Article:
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Ok so actually there is more information to add. There are 3 expiration dates. the one listed on your bottle, the one listed on the huge bottle that was used to fill your bottle, and the +1 or so year that was already mentioned . When you get your medication filled you need to ask what the actual expiration is on the original bottle yours was filled with. I found that one of my medications at the pharmacy was over a year longer then what was written on my bottle.

All antibiotics to my knowledge, a year after the pharmacy's expiration will begin to lose its' potency/effectiveness and it begins to break down. This actually makes taking the antibiotic dangerous/harmful.

Most pain killers on other hand that are solid and not capsule are not harmful even a few years after the expiration, but will have reduced potency.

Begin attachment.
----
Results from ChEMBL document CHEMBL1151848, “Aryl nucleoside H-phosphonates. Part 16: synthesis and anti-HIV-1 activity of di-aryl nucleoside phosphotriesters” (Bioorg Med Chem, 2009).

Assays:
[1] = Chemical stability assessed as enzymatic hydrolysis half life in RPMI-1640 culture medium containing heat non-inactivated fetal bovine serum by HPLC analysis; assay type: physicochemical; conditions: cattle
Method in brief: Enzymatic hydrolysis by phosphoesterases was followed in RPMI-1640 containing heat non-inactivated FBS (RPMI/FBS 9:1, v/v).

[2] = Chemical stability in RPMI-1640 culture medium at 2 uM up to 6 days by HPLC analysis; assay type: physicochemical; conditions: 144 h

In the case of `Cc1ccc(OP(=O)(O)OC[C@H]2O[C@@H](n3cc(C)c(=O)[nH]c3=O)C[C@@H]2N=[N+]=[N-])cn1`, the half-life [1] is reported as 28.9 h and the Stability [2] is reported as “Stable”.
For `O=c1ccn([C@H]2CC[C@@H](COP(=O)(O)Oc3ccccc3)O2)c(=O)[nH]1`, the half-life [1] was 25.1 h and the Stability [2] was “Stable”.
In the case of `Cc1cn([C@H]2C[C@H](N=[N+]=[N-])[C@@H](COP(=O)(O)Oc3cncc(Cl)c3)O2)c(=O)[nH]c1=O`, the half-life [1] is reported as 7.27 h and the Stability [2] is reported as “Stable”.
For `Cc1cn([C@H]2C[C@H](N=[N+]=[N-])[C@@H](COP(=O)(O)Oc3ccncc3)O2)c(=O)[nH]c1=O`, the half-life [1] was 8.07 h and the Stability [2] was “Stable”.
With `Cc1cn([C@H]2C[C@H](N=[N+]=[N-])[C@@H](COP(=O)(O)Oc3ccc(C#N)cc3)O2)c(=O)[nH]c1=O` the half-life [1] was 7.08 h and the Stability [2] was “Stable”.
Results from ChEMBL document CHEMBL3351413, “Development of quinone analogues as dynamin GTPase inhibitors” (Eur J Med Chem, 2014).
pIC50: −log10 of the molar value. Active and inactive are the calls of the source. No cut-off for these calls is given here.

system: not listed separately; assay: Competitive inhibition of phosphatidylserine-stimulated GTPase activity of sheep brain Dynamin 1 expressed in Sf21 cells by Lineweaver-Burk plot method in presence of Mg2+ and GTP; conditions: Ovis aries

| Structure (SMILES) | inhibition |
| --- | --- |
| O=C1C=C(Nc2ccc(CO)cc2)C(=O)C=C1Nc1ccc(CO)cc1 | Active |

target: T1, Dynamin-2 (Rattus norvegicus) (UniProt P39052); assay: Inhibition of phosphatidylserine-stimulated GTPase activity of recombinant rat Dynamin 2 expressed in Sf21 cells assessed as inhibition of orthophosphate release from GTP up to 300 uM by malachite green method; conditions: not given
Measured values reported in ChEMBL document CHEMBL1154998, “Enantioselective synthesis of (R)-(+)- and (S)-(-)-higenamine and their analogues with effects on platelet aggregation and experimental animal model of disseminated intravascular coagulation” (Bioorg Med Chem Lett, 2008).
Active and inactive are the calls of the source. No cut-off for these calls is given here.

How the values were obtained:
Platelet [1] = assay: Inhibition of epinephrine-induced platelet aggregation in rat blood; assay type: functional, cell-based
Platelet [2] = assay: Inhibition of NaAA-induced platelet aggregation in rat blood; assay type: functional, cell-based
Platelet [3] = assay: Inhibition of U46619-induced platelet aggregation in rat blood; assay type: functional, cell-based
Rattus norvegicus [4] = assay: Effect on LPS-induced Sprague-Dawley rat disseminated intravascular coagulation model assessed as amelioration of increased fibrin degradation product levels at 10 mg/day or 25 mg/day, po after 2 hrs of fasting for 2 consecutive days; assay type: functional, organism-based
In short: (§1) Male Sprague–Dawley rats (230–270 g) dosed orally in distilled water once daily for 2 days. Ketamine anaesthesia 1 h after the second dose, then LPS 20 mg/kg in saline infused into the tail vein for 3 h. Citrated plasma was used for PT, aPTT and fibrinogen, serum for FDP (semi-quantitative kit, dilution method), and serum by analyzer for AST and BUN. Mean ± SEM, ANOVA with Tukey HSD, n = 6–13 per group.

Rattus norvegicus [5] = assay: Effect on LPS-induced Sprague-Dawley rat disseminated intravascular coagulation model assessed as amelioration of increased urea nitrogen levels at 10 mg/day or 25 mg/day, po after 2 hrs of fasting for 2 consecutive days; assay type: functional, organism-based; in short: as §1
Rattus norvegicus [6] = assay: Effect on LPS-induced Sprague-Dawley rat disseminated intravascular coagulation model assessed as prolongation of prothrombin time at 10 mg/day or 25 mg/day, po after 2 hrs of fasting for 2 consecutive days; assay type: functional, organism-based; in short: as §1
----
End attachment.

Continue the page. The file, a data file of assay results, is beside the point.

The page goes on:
Liquids are the ones that go bad the fastest. I suggest getting a moisture absorber packet and placing this & solid (not capsule) meds in a vacuum sealed bag to prevent moisture or air to increase its' lifespan. Capsules would get crushed using this method.

Note: I do not work in the medical field / not a doctor...
 

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According to some studies, 90% of more than 100 drugs were perfect to use even 15 years after expiration. The medicine's expiration date in the USA usually extends from 12 to 60 months. But if you ask me, I don't believe this is reliable information. The drugs must lose their effectiveness anyway.
Antibiotics, cancer meds, liquid pills are but a few of the meds that are actually harmful if used when expired, but other medications like pain killers for example could still be used from what I have read (& tried) but with reduced effectiveness. This does not mean one should take a higher dosage either to reach that same level of effectiveness fyi.
 
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